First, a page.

IV-12

VIII.

Defendants’ Acceptance of Liability (G.S. 97-18) Harrison v. Lucent Technologies, __ N.C. App. __, 575 S.E.2d 825 (Feb 18, 2003)

Employee worked as a secretary for the employer. She injured her shoulder and neck when she attempted to carry a heavy box of manila folders. An MRI of the neck showed degenerative changes, but no evidence of a disc herniation. Plaintiff’s left shoulder continued to bother her, but she returned to work on light duty restrictions. Although the employer initially provided medical treatment for plaintiff, liability was ultimately denied. The Full Commission found plaintiff’s neck claim to be compensable, but not her shoulder claim. The Commission ordered the employer to pay for treatment related to plaintiff’s neck and for treatment initially authorized by the employer. The employer was excused from paying for plaintiff’s shoulder treatment. Plaintiff argued that since defendants initially directed medical treatment for her shoulder injury, the defendants were estopped from denying liability for the shoulder claim. Plaintiff relied on Kanipe v. Lane Upholstery, 141 N.C. App. 620, 540 S.E.2d 785 (2000) in making this argument. The Court of Appeals rejected Plaintiff’s argument and noted that the Kanipe case stood for the proposition that defendants are not entitled to direct medical treatment until they accept the claim. Plaintiff tried to invert the holding in Kanipe to conclude that the employer accepts liability once it directs medical treatment. The Court refused to adopt Plaintiff’s argument. Even though an employer directs medical treatment, it does not have an obligation to accept the claim. Conversely, plaintiff is under no duty to treat with defendants’ doctors until the employer accepts the claim (with the exception of making herself available for a one time examination for purposes of determining compensability).

IV-13

IX.

Liability of Principal Contractors & Subcontractors (G.S. 97-19) Robertson v. Hagwood Homes, Inc., 584 S.E.2d 871, 2003 WL 22037841 (N.C. App. Sept. 2003)

General contractor (Hagwood) contracted with sub-contractor (Schuette) to provide framing work for Lot 15 in the Magnolia Green Subdivision. Schuette provided a certificate of insurance to Hagwood showing that Schuette had coverage from March 16, 1999 to March 16, 2000. After completion of Lot 15, Hagwood continued to subcontract framing work to Schuette. Schuette did not send another certificate of insurance for the subsequent framing work. Schuette subcontracted part of the framing work to another subcontractor, McGuirt. McGuirt did not provide either Schuette or Hagwood with a certificate of insurance. Plaintiff, Robertson, was injured while working for McGuirt. At the time of the injury, neither McGuirt nor Schuette had current workers’ compensation insurance. Plaintiff contended that Hagwood was his statutory employer under 97-19, which provides that general contractors are liable for injuries sustained by employees of subcontractors if the subcontractor does not provide a certificate of insurance. The Court held that the statute also applied to sub-subcontractors. “The chain of liability extends from the immediate employer of the injured employee up the chain to the first responsible contractor who has the ability to pay.” The Court also found that if there are separate and distinct contracts with the general and the subcontractor, a new certificate of insurance must be issued at the time of each contract. On the other hand, if there is one contract with multiple houses, only one certificate covering the period of work need be obtained. X. Notice of Accident to Employer (97-22) Lakey v. U.S. Airways, Inc., 155 N.C.App. 169, 573 S.E.2d 703 (Dec 31, 2002) Plaintiff, a flight attendant, sustained a back injury when she was hit by a beverage cart during in-flight turbulence. The parties entered into a Form 21 agreement, which was approved by the Commission. The Form 21 listed plaintiff’s injury as a low back sprain. She treated with doctors chosen by the defendants. She was eventually written into light duty work with a gradual increase to full-duty work. During her return to work, plaintiff suffered another back injury when she was thrown around the gallery during turbulence. At the time of the second injury, plaintiff had a greater average weekly wage. Defendant filed a Form 18 for the second injury approximately six months after the IV-14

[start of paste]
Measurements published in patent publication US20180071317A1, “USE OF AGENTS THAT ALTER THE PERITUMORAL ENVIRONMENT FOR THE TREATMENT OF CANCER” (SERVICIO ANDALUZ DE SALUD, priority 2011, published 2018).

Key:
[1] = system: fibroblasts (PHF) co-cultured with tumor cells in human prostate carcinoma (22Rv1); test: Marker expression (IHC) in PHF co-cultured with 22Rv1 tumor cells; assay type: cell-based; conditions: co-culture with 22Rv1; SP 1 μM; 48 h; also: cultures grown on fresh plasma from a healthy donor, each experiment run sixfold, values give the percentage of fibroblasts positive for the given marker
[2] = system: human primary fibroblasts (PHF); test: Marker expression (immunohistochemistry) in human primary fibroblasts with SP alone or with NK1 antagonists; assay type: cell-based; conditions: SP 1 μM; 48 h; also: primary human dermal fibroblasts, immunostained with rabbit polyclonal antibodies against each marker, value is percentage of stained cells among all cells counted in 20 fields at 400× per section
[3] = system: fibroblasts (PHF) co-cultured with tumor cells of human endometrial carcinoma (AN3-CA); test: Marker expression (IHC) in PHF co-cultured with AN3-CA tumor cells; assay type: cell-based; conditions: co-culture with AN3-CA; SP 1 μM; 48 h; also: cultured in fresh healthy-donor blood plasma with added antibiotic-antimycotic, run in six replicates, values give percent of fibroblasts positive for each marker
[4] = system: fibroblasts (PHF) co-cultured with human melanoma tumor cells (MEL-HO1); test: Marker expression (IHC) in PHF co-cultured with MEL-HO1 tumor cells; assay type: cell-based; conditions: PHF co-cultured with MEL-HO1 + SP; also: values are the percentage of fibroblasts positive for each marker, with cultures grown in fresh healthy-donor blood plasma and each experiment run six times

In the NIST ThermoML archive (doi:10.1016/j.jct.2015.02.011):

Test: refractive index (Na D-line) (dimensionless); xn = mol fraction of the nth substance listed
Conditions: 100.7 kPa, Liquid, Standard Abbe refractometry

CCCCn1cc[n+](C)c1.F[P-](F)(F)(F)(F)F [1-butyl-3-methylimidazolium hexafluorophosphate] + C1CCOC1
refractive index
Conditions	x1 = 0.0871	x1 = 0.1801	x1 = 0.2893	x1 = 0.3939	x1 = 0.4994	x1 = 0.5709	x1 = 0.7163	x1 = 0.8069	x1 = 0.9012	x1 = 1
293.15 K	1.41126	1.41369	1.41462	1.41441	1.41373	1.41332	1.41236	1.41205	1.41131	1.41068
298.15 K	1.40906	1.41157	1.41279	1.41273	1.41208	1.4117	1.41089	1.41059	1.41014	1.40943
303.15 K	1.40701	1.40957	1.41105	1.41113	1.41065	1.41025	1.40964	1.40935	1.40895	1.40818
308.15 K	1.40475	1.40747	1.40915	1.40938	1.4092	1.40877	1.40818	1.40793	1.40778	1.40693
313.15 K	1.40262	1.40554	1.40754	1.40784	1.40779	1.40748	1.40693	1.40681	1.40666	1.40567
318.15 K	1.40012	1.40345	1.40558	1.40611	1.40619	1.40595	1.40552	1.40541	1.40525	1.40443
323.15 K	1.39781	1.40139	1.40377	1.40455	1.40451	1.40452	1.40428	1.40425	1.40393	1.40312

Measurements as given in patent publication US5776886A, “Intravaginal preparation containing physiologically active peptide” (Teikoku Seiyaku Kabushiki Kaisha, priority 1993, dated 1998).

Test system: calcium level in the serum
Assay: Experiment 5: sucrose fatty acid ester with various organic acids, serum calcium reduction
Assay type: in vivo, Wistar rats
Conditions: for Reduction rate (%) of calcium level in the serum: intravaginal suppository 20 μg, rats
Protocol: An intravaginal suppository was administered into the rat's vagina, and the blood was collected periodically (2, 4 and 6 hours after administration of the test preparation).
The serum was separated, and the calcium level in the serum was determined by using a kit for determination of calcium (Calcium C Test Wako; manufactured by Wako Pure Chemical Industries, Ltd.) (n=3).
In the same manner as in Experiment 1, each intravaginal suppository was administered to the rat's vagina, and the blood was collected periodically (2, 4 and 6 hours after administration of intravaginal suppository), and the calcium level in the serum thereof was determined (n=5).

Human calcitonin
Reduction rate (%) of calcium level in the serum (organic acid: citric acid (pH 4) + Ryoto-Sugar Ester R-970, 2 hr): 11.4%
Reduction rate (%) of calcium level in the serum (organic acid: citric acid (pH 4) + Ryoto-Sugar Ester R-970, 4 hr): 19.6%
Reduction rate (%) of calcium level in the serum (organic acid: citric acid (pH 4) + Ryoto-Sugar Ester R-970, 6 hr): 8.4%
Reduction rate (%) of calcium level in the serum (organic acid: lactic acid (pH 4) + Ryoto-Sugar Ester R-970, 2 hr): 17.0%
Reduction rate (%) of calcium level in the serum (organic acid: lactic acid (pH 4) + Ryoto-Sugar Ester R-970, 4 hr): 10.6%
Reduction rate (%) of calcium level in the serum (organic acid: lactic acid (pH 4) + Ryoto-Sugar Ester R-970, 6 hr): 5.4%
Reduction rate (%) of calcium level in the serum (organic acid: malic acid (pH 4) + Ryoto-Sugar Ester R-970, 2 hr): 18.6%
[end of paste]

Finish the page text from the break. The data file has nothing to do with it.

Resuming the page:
injury. She alleged a new injury, or in the alternative, a change in condition. Plaintiff reinstated compensation at plaintiff’s original average weekly wage. Plaintiff also began to treat with her own physician. Plaintiff filed a Form 33 for additional medical treatment and indemnity benefits. Defendants argued that Plaintiff did not provide notice of the second injurty within the 30-day statutory period of 97-22. Defendants also argued that Plaintiff did not seek approval to treat with her own physicians during a reasonable period of time. The Court held that Plaintiff’s failure “to provide written notice of her injury will not bar her claim where the employer has actual knowledge of her injury.” The burden is on the employer to show that it was prejudiced by the lack of notice. The Commission found that the defendants could not show that they were prejudiced by any delay in notification. The Commission also found that the defendants had actual knowledge of the second accident. Finally, the Court held that the Commission has discretion to approve an injured employee’s request for approval of a physician, which the Commission did during the hearing of this claim. XI. Credits (G.S. 97-42) Smith v. First Choice Services, N.C.App. __, 580 S.E.2d 743, (June 3, 2003)